Qualify Your Leads with These Needs Assessment Questions for Sales

BY Jessica Helinski
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Proper lead qualification can set you up on a smooth track to a sale. Many reps do not put much thought into needs assessment questions for sales, which can end up wasting time and money. They do not realize that a little extra effort at the beginning of the sales process can pay off big. “One of the key factors that separates top performing sales people from the rest is that they have too much respect for their own time to waste it pursuing opportunities they are never likely to win,” writes Bob Apollo in an article for CustomerThink.

He explains that for a long time in the industry, the BANT ((Budget, Authority, Need and Timeframe) was the tried-​and-​true way to qualify a lead. But, that process just does not apply to today’s sales world. “[BANT] is particularly ineffective when qualifying early-​stage opportunities where the customer may have a significant latent need but is not yet actively in the market,” he writes. “The prospective customer doesn’t yet have a budget. The person initiating the search may not be the ultimate decision maker. They may not yet be able to articulate a clear need. And they are unlikely to have a firm timeframe.”

Progressive Qualification Using Needs Assessment Questions for Sales

So, what is the alternative to the outdated BANT methodology? Apollo outlines a process that he believes is more applicable to today’s B2B buyer: Progressive qualification. This strategy recognizes that qualifying a lead is a process that takes time and, over that time, a buyer’s needs and expectations may change. His suggested process involves two stages: Initial Qualification and Subsequent Qualification. Below are the six criteria that make up that first stage and needs assessment questions for sales you should be asking yourself:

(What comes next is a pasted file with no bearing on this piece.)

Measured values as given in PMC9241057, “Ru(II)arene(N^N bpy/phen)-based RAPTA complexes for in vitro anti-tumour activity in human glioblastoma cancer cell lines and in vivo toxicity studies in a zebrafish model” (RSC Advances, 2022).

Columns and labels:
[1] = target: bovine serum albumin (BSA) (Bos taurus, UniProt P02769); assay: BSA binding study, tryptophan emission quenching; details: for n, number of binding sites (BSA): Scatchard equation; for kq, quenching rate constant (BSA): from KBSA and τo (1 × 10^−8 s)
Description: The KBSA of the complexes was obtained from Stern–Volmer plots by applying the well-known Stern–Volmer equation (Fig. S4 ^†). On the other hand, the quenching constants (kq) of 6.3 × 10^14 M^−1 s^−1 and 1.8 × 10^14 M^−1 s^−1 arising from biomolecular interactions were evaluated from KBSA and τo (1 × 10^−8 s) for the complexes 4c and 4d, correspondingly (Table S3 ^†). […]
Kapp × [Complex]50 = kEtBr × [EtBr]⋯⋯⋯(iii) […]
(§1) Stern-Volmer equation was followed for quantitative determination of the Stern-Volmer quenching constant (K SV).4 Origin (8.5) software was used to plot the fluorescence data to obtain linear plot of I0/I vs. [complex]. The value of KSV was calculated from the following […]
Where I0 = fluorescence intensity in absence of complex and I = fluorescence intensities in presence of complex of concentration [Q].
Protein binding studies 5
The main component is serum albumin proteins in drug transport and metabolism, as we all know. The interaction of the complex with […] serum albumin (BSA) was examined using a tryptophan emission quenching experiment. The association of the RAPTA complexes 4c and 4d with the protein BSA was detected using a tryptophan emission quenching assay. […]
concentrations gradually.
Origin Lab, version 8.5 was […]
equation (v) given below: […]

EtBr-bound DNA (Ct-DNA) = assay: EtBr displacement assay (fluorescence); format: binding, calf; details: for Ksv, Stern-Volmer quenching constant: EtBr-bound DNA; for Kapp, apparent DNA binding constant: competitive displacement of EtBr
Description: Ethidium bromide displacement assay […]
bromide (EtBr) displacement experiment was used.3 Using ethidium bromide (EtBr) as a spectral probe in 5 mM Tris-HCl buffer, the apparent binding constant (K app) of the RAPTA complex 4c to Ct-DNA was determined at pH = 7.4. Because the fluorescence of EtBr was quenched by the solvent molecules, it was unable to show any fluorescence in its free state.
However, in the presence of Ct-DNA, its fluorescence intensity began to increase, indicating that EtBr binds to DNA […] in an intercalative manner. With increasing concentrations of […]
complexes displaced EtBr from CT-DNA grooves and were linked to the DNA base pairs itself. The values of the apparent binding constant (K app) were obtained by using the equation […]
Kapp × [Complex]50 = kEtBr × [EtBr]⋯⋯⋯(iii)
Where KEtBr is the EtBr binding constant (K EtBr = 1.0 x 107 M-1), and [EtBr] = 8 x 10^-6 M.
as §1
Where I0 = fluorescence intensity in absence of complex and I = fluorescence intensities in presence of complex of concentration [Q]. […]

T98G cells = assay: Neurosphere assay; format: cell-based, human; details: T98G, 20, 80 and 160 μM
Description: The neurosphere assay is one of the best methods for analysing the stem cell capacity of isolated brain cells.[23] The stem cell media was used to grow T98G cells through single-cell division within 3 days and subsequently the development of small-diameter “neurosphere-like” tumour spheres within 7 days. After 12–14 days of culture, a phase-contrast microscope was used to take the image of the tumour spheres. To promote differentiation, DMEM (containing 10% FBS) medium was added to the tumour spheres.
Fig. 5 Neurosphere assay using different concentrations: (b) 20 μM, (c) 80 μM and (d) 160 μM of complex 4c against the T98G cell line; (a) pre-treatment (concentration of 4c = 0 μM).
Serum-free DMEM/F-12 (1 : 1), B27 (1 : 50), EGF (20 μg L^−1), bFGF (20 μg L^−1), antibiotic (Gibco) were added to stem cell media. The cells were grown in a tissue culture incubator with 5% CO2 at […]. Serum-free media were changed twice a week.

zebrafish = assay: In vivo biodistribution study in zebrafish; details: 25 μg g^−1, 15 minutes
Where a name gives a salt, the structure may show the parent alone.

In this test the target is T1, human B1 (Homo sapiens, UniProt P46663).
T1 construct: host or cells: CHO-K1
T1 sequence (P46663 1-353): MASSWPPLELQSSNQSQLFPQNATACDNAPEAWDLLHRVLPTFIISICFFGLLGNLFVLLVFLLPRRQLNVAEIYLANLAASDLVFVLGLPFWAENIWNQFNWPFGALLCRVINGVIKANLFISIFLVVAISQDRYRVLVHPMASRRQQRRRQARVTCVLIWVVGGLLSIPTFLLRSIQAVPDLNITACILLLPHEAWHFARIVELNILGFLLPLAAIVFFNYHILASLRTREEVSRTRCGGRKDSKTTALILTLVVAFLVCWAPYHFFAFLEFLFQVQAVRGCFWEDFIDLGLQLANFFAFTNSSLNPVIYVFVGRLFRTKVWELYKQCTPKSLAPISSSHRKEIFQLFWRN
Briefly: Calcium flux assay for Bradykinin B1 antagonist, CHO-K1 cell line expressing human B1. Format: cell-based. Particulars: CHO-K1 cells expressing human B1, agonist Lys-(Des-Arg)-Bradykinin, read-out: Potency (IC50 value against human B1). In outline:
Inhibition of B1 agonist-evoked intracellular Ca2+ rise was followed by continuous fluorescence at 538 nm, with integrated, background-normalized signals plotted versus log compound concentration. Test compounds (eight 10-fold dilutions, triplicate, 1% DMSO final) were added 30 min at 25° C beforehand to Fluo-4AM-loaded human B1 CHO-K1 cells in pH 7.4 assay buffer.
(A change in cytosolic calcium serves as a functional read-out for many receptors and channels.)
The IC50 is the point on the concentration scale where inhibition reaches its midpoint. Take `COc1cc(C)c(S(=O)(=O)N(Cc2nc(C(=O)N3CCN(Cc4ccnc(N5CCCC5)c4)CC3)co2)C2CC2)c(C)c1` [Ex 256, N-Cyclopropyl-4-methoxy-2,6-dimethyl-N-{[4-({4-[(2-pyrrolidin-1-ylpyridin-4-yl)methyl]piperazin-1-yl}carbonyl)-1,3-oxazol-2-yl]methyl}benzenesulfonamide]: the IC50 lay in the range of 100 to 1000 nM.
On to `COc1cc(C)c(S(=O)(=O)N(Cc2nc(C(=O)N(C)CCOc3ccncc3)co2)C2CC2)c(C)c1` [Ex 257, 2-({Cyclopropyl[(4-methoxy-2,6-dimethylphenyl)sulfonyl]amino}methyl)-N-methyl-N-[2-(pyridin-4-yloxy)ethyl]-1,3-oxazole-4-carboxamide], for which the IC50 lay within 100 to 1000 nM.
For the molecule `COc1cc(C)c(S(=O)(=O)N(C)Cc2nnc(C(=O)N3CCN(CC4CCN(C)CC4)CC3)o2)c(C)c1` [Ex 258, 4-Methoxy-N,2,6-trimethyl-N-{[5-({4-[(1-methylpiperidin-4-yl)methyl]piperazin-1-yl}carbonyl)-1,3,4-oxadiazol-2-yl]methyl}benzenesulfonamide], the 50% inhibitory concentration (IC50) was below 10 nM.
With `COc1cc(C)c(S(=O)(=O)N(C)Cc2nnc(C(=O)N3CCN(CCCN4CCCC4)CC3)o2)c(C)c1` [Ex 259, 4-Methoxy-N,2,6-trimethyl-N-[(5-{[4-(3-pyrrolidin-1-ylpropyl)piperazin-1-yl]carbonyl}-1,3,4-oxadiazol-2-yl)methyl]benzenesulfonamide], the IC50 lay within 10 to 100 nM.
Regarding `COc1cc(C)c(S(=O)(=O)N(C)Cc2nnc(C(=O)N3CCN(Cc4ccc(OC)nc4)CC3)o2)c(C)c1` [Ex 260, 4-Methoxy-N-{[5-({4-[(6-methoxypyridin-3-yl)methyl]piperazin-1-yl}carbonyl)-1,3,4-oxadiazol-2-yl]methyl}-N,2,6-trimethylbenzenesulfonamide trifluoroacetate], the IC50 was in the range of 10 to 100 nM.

1. Problem: Has the prospect acknowledged an issue that you have the power to address or solve for them using your company's products or services?
  2. Motivation: Does the prospective client have a compelling business case and a clear reason to act? If your prospect is lacking motivation, why would they want to make a purchase right now?
  3. Organization: How closely does the prospect’s company fit your ideal customer profile?
  4. Contact: Is our current contact a credible potential change agent or can they help us to reach one?
  5. Money: Does the prospect have an allocated budget? If they do not, is there a clear source of adequate funding? If money is still an issue, is it within your power to offer a payment plan that could work with their current budget allocation?
  6. Urgency: Is there a compelling event or reason for the prospect to act within a reasonable frame of time? A sense of urgency can turn a maybe to a yes.

Begin the qualification process by asking yourself these questions. Then, if the lead meets the criteria, continue on to the second phase of Apollo’s process. And, he reminds reps that there’s more to the process than just following the steps: “…implementing a checklist isn’t enough – unless we also demonstrate self-​awareness and self-​honesty in our assessment of our opportunities.”